Bad analogy Rob. When I fly on an airplane I am contracting with a private company to provide a service. Part of that service is to make sure my flight is secure. I understand that air marshals are part of that security and I know why they are on a flight. It would be extremely unethical, and possibly illegal, for me to reveal the identity of an air marshal. If I am part of a peaceful protest, exercising my CONSTITUTIONAL RIGHTS, I see no reason why I should have some undercover cop meddling in what I’m doing. I also see no reason whatsoever, ethical or legal, why I should not reveal their identity. As a child of the 60s I could go into a whole history of police abuse of peaceful organizations involved in protest but in the interest of brevity I would suggest that you just check out what went on at UC Davis recently and ask yourself if that is the sort of incident you would like UC to be associated with.

  • Gene G

    Mike is right. What data is the UCPD collecting as part of this undercover infiltration? The UCPD and the administration crossed a line today, a line that impedes free speech. Undercover officers actually participating in public protest have the power to alter the dialog and debate. Absent a serious threat to public safety this cannot be tolerated, especially on a college campus. Did public safety concerns really necessitate this approach? Absolutely not. That the U off C and UCPD would resort to this is truly extraordinary. Some serious discussion needs to take place between UCPD, the administration, and the student community regarding the guidelines for this type of police (mis)conduct. Nothing warranted this extreme approach today.

    • Rob Smith

      Remember what started all this. The same peaceful protesters had infiltrated a tour group to gain access to the new hospital. Once they gained entry they planned to conduct an illegal action, a sit-in. Their crime was trespassing on private property. So this time around the UCPD took preemptive action, all they did was place someone with the protesters incase thing got out of hand. we’ve all seen the news when anonymous people within a protest start to smash things up. This is not a case of entrapment, it’s not like the cop yelled out, “lets go to Zimmer’s house and smash his windows”. What gets under the skin of the protesters is that the university took legal,smart, and decisive action. I don’t know what an investigation will do.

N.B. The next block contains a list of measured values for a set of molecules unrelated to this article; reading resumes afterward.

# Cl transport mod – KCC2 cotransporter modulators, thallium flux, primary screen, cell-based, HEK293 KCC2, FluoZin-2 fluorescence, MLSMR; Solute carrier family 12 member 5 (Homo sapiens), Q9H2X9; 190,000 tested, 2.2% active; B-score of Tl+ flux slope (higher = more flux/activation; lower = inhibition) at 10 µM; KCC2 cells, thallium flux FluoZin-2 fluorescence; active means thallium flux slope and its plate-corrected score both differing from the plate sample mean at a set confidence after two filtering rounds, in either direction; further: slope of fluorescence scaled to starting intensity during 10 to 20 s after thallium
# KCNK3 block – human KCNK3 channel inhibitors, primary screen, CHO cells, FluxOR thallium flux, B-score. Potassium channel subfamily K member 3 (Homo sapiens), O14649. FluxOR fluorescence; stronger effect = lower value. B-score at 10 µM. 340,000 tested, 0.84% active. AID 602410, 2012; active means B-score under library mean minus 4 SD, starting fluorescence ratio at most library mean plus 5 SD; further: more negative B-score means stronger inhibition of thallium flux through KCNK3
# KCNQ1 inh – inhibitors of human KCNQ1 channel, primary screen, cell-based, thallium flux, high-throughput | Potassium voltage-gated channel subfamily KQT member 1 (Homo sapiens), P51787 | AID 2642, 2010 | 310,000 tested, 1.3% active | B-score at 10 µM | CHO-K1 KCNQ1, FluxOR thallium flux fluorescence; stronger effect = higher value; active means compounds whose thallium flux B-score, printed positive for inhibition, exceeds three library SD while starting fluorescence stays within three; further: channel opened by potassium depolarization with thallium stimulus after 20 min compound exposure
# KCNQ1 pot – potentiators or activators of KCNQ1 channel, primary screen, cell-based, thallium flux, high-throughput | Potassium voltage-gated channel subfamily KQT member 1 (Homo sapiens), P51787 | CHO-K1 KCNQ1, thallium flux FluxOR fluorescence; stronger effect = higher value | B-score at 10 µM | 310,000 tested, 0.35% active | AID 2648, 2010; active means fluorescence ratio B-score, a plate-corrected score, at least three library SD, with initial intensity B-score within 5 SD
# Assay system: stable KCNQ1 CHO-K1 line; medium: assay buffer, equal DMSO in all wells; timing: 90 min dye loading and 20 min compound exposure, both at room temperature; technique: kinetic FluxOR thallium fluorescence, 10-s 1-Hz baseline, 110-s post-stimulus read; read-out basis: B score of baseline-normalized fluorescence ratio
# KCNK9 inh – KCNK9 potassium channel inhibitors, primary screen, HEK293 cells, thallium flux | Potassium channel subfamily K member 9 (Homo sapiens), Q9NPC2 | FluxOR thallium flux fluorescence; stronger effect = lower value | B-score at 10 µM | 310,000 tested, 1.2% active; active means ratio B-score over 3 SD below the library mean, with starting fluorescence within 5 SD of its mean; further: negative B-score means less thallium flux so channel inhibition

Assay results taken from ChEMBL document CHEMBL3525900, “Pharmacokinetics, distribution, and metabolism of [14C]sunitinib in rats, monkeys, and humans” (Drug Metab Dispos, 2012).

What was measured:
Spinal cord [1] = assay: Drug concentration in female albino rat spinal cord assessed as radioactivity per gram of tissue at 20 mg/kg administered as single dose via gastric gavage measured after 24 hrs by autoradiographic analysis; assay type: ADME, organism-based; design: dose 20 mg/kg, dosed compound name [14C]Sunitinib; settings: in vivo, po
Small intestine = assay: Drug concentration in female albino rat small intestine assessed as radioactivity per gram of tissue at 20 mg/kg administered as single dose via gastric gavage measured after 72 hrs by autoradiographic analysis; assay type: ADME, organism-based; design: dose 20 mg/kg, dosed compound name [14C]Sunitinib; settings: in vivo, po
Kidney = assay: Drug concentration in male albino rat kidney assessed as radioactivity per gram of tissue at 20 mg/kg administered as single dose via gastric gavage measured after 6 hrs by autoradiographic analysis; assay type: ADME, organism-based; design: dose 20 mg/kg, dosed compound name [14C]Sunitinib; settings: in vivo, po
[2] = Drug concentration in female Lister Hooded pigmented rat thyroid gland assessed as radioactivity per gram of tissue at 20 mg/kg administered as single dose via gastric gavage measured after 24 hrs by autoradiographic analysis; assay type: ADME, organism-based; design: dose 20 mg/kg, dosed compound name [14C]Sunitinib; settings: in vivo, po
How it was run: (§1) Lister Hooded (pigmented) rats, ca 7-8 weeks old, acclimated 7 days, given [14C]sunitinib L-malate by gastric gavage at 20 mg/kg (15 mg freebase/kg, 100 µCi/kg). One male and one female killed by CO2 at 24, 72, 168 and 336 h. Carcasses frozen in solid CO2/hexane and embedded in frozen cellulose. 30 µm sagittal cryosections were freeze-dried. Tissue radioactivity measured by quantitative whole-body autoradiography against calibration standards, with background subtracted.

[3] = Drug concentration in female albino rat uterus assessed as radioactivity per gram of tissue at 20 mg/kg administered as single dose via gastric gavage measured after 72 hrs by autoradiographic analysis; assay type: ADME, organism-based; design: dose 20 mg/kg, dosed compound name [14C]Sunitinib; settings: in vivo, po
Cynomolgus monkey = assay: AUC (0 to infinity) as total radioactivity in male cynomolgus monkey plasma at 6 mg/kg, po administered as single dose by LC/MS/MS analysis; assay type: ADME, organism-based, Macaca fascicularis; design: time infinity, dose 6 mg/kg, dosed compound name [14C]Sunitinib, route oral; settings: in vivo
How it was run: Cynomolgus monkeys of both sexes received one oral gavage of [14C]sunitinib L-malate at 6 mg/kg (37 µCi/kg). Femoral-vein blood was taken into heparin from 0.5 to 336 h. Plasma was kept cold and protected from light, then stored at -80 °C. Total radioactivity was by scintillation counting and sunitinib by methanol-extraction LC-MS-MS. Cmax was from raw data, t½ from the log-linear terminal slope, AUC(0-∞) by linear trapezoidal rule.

• Maroon ’15

    People are missing the point as to why this is bad. I’d encourage everyone to reread their Discipline and Punish like a good U of C student.

  • Anonymous

    This is all very hilarious and sort of disturbing, but I found the close-up pictures of her phone to be a bit invasive.

    • Anonymous 2

      I think those photos were necessary to show that she was an undercover cop.

      • WH

        That’s like saying it’s okay to record library patrons viewing their e-mails because they look menacing, or forcing people who “look like drug dealers” to give up their cell phones to police. The kids got lucky, but what if you had someone standing behind you snapping a photo of your text messages? How would you feel about that? The ends do not justify the means.

    • rdel

      Almost as invasive as a police officer masquerading as a comrade… Luckily there wasn’t any foul entrapment or sabotage tactics.

      • Katie

        If she wants to look at her phone screen in a public place in a crowd, then it’s her risk to take as to whether or not it’s photographed.

  • Concerned Campus

    Googling this recently-hired detective reveals not just a messy personal life but her long history of involvement with “Special Operations”. Why did the UCPD find it necessary to hire a person with a specific background in undercover operations? This is not what the U of C needs. VERY disturbing. Way to go free press!

    • Brian